Farmers focus on water quality issue
BRIDPORT — Members of Addison County’s agricultural community are concerned about how they could be affected by the state’s latest push to clean up Lake Champlain.
Gov. Peter Shumlin in his January inaugural address cited cleanup of the lake as one of his top priorities for the 2015-2016 biennium. He noted that farmers must play a key role in that effort, through water quality initiatives that are in part designed to reduce manure runoff into Lake Champlain. Manure is a leading source of phosphorous pollution in the lake.
Shumlin said the state would assist farmers in implementing best practices to reduce runoff, but also suggested that those who don’t comply be excluded from receiving tax benefits through the Current Use Program.
The impact of water quality on farmers was a major topic of discussion at this season’s first legislative breakfast held on Monday at the Bridport Grange Hall. The legislative breakfast series is sponsored by Bridport Grange No. 303 and the Addison County Farm Bureau.
Mark Boivin of Addison, a former dairy farmer, pointed out some of the hardships the agricultural community faces and noted the prospect of further regulatory and financial hurdles from Montpelier.
“The governor has proposed a tax on fertilizer and on land,” Boivin said. “If you want farmers to implement water quality improvements on the farm, they need the technology, they need the assistance, which can be just telling people that ‘you can try this and we’re not going to come down your throat.’”
He said the more taxes that farmers face, the fewer resources they have to meet water quality standards.
“It comes down to the law of unintended consequences,” he said. “Every problem has at least one solution that’s worse than the original problem.”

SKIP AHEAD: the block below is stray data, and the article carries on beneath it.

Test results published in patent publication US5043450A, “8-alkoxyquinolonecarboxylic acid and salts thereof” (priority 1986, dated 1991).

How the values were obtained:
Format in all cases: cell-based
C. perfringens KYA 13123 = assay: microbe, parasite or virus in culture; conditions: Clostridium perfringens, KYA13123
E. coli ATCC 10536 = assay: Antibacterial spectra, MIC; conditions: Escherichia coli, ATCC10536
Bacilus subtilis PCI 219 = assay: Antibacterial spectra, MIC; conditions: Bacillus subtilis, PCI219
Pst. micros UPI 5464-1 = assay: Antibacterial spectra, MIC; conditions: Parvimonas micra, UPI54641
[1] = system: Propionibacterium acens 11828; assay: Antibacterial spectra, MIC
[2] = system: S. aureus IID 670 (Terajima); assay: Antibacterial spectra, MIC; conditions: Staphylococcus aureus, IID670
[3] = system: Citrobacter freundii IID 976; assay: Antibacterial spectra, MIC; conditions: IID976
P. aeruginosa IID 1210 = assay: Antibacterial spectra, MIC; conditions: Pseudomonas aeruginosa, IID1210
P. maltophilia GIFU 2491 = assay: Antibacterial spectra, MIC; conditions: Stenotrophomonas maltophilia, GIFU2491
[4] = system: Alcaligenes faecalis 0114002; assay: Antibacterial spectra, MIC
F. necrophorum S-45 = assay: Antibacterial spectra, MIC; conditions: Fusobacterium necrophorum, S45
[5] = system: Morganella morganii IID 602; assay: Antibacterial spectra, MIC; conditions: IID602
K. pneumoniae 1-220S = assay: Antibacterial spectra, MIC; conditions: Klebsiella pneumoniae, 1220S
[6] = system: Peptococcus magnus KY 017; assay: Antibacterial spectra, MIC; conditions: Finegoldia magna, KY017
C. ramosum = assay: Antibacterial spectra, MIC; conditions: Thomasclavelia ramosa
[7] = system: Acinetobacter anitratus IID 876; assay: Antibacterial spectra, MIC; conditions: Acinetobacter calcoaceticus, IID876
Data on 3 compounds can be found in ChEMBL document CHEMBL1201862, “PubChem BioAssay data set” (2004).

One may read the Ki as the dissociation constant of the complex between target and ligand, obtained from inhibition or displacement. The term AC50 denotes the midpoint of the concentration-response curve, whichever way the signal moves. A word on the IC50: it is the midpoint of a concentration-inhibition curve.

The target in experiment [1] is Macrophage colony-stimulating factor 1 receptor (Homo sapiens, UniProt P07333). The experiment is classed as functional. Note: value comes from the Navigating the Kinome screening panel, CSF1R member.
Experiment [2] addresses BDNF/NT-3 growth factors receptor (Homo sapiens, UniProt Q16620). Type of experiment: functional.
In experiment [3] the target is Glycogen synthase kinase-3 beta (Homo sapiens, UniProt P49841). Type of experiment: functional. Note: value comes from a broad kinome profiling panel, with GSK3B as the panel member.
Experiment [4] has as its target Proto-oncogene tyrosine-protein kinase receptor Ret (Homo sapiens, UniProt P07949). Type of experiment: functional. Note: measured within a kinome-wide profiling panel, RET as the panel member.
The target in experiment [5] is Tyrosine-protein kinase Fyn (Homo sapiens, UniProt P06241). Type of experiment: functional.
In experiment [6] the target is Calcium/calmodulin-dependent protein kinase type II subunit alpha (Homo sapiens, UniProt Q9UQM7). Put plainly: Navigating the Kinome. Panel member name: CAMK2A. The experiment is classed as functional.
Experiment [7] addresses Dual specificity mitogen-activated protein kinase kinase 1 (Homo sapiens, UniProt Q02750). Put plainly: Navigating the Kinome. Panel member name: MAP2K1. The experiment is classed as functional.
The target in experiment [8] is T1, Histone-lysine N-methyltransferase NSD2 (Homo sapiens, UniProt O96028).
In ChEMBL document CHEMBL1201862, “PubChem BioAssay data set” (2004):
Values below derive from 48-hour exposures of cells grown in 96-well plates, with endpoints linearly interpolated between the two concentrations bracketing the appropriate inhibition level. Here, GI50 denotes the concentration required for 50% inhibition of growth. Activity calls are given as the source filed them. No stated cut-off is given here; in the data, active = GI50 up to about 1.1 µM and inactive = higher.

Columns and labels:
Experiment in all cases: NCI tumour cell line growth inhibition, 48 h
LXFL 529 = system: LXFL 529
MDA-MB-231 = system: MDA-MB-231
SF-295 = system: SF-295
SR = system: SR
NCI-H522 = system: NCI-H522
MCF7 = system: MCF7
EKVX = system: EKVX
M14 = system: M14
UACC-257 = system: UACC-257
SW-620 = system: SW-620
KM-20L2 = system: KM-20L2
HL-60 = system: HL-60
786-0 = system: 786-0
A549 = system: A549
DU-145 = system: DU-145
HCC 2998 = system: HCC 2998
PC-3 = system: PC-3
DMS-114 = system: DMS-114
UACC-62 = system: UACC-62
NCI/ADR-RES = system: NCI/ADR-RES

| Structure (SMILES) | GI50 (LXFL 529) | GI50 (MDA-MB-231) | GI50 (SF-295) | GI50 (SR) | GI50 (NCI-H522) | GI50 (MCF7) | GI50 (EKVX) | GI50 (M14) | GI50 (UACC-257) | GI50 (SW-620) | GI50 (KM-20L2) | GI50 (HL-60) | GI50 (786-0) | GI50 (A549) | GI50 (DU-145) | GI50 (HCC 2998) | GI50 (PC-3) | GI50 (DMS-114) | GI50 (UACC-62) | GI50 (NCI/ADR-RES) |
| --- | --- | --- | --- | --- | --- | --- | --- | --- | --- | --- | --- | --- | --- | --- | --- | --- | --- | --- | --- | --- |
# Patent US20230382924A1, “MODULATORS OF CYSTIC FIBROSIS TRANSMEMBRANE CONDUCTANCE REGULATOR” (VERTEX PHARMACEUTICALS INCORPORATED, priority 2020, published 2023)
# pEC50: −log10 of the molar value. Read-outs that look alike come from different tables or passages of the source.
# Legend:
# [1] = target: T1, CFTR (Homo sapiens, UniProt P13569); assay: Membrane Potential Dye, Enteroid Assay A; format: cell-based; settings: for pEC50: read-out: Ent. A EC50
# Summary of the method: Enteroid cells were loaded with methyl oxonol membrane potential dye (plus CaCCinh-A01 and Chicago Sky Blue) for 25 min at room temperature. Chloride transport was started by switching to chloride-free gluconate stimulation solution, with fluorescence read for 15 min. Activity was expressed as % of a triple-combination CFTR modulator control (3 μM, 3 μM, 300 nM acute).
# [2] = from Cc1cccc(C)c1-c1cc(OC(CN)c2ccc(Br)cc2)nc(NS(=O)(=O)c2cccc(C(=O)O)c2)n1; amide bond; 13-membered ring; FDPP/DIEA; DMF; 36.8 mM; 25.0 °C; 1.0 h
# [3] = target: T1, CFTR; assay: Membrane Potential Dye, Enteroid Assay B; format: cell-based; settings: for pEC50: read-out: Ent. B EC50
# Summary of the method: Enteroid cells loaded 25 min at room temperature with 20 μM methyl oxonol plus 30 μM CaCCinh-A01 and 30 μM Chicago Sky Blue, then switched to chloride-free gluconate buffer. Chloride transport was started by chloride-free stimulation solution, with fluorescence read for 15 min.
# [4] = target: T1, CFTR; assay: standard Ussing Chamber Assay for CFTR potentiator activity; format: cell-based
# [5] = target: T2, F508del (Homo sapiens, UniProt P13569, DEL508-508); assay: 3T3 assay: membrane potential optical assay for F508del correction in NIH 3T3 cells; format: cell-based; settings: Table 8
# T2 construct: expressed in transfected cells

“I get kind of tired when I look at what’s going on in Montpelier — It’s kind of like a three-shell Monty game, they’re moving the shells around to confuse people,” Boivin said.
Rep. Harvey Smith, R-New Haven, is a senior member of the House Agriculture Committee. He said there has been more discussion and presentations about water quality issues this year in Montpelier than at any other time during his lengthy legislative career. He added the federal government this year has offered a lot of matching grant money to fund water quality initiatives, so the House Agriculture Committee has been spending a lot of time looking for state dollars to leverage more money from Washington.
“I’ve got to tell you the fertilizer tax is unpopular in our committee,” Smith said. “The farmers that purchase the largest volume of fertilizer already … have already installed a great deal of the best management practices to improve water quality.”
Smith added water quality is not only the responsibility of farmers.
“It’s an issue that is the responsibility of everyone who lives in the state of Vermont,” he said. “We need to find a funding source that’s fair for all Vermonters, and that’s going to be a challenge.”
That said. Smith said he is pleased that the state’s agricultural community has “stepped up to the plate, and they have told us they are willing to pay their fair share to get the job done … We have a good team player in the agricultural community.”
Other discussion at Monday’s kickoff legislative breakfast keyed on: